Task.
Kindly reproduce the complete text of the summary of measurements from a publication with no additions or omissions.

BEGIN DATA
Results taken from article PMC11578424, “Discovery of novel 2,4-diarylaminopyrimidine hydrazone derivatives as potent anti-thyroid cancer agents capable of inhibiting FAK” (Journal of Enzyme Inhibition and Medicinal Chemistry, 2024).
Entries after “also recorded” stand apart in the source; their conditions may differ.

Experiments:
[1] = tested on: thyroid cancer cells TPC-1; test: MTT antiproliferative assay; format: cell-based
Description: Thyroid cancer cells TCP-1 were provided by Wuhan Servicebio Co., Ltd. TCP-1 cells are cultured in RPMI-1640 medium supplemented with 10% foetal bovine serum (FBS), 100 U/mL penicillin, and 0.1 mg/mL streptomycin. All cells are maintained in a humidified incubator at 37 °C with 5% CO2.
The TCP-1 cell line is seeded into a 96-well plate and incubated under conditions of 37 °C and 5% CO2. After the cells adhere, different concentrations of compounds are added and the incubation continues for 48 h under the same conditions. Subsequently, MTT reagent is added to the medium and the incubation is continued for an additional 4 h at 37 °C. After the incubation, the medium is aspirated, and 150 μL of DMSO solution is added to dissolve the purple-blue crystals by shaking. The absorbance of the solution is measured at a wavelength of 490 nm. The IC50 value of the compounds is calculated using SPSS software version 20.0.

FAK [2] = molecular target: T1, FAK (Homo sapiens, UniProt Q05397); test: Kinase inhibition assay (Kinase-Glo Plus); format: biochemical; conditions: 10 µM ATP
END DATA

Results taken from article PMC11578424, “Discovery of novel 2,4-diarylaminopyrimidine hydrazone derivatives as potent anti-thyroid cancer agents capable of inhibiting FAK” (Journal of Enzyme Inhibition and Medicinal Chemistry, 2024).
Entries after “also recorded” stand apart in the source; their conditions may differ.

Experiments:
[1] = tested on: thyroid cancer cells TPC-1; test: MTT antiproliferative assay; format: cell-based
Description: Thyroid cancer cells TCP-1 were provided by Wuhan Servicebio Co., Ltd. TCP-1 cells are cultured in RPMI-1640 medium supplemented with 10% foetal bovine serum (FBS), 100 U/mL penicillin, and 0.1 mg/mL streptomycin. All cells are maintained in a humidified incubator at 37 °C with 5% CO2.
The TCP-1 cell line is seeded into a 96-well plate and incubated under conditions of 37 °C and 5% CO2. After the cells adhere, different concentrations of compounds are added and the incubation continues for 48 h under the same conditions. Subsequently, MTT reagent is added to the medium and the incubation is continued for an additional 4 h at 37 °C. After the incubation, the medium is aspirated, and 150 μL of DMSO solution is added to dissolve the purple-blue crystals by shaking. The absorbance of the solution is measured at a wavelength of 490 nm. The IC50 value of the compounds is calculated using SPSS software version 20.0.

FAK [2] = molecular target: T1, FAK (Homo sapiens, UniProt Q05397); test: Kinase inhibition assay (Kinase-Glo Plus); format: biochemical; conditions: 10 µM ATP